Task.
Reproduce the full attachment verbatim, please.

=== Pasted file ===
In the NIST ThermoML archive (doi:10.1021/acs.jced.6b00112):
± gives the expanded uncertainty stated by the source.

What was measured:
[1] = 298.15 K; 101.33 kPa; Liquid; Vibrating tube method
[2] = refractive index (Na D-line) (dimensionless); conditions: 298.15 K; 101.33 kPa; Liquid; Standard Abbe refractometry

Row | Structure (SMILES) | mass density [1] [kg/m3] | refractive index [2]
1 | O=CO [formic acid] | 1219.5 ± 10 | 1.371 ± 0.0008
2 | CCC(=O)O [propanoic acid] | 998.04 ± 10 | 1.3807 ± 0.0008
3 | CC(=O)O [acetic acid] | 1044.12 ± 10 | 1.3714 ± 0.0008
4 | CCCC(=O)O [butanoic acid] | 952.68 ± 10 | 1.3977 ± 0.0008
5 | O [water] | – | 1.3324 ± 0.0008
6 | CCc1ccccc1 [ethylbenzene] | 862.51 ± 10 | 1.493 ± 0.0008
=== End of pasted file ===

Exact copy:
In the NIST ThermoML archive (doi:10.1021/acs.jced.6b00112):
± gives the expanded uncertainty stated by the source.

What was measured:
[1] = 298.15 K; 101.33 kPa; Liquid; Vibrating tube method
[2] = refractive index (Na D-line) (dimensionless); conditions: 298.15 K; 101.33 kPa; Liquid; Standard Abbe refractometry

Row | Structure (SMILES) | mass density [1] [kg/m3] | refractive index [2]
1 | O=CO [formic acid] | 1219.5 ± 10 | 1.371 ± 0.0008
2 | CCC(=O)O [propanoic acid] | 998.04 ± 10 | 1.3807 ± 0.0008
3 | CC(=O)O [acetic acid] | 1044.12 ± 10 | 1.3714 ± 0.0008
4 | CCCC(=O)O [butanoic acid] | 952.68 ± 10 | 1.3977 ± 0.0008
5 | O [water] | – | 1.3324 ± 0.0008
6 | CCc1ccccc1 [ethylbenzene] | 862.51 ± 10 | 1.493 ± 0.0008